Mrs Doyle taxes the patience of viewers

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The Independent Online

The sight of the batty housekeeper Mrs Doyle urging us to fill in our tax forms electronically with her catchphrase, "Go on, go on, go online", has had viewers rushing to turn off their televisions.

The Inland Revenue advert featuring the actress Pauline McLynn, who found fame in the comedy Father Ted, has been named as the most annoying on television in 2001 in a survey published yesterday.

The poll of 1,000 people for the trade magazine Marketing found that 39 per cent felt Mrs Doyle's droning was the "most abrasive, aggravating, disturbing, infuriating, annoying and cheesy TV ads of the year". It beat the latest advert for Ferrero Rocher, which shows the inner struggle of a dinner-party hostess who does not want to share her chocolates. That polled 36 per cent of votes.

Mrs Doyle replaced the long-standing cartoon character Hector as the friendly face of the Inland Revenue last year. However, her hectoring tone proved the ultimate advertising turn-off for four in 10 viewers.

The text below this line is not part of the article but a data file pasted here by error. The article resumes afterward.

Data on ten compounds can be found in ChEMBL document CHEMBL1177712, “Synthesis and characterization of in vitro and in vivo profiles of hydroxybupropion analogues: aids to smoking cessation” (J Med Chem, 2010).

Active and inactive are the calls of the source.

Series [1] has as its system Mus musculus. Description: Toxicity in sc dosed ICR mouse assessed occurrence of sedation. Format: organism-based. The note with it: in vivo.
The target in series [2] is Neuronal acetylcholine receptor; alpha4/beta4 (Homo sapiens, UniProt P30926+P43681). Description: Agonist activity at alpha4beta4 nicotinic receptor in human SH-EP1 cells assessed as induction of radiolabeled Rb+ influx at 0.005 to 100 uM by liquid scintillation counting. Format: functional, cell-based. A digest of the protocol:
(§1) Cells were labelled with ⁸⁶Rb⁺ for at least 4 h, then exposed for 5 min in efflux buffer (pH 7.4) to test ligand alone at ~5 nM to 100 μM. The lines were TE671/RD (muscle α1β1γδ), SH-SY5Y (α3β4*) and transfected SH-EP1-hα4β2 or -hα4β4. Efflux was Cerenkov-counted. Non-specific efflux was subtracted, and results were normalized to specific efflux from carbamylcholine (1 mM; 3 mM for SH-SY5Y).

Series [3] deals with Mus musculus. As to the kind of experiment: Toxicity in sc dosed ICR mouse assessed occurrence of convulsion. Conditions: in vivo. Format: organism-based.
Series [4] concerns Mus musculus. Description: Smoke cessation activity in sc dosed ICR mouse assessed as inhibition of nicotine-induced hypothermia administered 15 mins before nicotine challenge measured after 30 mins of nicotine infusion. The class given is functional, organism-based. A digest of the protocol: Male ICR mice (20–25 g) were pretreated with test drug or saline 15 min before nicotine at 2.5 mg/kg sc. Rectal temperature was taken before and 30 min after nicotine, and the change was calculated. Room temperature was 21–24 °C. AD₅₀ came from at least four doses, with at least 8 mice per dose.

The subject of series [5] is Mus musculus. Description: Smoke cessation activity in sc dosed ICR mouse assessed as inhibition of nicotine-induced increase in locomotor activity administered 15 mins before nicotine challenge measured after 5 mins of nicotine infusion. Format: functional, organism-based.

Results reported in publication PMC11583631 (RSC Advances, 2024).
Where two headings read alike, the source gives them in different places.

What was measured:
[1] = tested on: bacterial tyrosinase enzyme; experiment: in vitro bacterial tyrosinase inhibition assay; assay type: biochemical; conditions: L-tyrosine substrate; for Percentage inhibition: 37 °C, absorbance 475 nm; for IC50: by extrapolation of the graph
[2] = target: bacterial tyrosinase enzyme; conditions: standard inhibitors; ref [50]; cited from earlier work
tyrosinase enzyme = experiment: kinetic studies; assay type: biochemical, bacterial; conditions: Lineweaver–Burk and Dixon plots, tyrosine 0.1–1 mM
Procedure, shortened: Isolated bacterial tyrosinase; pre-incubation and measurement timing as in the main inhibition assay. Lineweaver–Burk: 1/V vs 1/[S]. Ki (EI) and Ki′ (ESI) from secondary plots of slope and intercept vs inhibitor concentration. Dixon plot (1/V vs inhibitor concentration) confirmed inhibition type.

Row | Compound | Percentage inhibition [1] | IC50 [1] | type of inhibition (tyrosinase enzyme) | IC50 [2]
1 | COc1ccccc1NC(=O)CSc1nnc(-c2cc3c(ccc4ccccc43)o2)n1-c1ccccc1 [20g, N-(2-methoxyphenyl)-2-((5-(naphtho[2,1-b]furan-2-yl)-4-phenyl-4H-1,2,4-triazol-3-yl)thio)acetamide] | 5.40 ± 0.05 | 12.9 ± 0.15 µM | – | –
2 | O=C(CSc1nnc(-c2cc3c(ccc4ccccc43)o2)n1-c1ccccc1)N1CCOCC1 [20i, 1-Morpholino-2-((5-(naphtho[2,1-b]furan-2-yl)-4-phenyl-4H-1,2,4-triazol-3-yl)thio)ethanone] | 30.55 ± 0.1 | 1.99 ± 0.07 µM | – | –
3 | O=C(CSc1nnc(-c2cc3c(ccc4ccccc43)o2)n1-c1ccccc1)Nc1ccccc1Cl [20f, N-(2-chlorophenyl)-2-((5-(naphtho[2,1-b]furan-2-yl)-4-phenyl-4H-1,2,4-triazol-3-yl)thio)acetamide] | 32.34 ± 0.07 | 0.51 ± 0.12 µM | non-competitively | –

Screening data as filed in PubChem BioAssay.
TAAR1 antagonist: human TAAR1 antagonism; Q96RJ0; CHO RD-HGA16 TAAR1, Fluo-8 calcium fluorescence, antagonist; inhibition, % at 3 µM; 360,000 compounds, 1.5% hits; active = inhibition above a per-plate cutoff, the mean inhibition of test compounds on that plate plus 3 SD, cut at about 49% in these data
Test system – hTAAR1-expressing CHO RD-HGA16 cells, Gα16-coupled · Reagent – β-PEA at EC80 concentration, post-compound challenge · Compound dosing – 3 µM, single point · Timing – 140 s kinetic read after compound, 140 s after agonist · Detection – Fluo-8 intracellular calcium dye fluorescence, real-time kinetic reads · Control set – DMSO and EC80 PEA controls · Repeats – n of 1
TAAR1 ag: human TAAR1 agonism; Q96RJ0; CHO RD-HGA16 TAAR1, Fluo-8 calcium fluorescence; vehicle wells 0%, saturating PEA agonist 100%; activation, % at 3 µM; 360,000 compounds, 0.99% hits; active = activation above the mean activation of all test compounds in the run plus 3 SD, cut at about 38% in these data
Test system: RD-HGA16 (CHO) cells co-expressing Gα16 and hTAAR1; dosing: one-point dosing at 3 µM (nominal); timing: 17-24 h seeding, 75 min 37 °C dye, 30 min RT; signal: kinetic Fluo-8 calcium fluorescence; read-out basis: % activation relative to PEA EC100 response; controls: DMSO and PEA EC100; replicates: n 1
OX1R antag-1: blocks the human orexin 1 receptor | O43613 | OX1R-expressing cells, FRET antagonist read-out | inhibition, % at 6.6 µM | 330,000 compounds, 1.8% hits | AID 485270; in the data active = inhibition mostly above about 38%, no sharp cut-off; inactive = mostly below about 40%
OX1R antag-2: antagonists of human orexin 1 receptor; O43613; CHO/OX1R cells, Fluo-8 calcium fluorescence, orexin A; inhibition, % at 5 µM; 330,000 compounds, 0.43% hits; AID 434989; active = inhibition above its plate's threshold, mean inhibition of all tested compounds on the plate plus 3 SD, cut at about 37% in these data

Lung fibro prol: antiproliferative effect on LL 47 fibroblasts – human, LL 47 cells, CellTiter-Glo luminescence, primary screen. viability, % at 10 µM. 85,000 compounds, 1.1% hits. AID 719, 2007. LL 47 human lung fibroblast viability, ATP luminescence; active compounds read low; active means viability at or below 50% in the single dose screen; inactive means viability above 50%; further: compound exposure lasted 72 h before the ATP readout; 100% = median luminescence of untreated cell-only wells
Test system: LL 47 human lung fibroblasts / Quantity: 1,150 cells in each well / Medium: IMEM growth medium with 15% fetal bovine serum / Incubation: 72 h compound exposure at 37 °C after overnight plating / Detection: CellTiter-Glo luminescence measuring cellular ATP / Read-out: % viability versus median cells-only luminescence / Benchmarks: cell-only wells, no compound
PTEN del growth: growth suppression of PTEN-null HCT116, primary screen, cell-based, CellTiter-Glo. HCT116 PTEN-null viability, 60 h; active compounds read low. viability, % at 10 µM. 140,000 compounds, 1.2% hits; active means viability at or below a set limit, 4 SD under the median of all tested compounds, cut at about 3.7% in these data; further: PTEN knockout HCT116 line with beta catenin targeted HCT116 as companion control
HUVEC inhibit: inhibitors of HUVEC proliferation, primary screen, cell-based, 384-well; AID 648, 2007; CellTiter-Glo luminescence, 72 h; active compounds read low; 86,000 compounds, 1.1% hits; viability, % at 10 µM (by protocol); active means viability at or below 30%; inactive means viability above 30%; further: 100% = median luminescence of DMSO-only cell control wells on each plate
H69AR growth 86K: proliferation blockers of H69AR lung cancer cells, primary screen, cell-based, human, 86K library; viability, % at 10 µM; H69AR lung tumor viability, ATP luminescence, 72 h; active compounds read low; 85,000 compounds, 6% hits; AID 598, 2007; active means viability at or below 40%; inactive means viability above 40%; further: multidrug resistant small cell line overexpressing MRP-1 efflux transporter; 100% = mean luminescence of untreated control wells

A Clairol Herbal Essences shampoo advert – in which a lawyer lets her hair down in court – came joint third, alongside a Halifax advert of staff singing finance-related themes to Ricky Martin's La Vida Loca.

Meanwhile, an advert for NatWest bank came fifth in the survey. It was one of several banks and building societies that featured among the worst 20 commercials. A spokesman for Marketing said: "Three of the top five ads relate to finance, which perhaps shows that viewers are turned off by them. The number one choice shows no one likes paying their taxes and being clever can sometimes backfire."

Other turn-offs included the jaunts to Sainsbury's by the TV chef Jamie Oliver; Standard Life's talking baby, and a self-mocking Nivea For Men.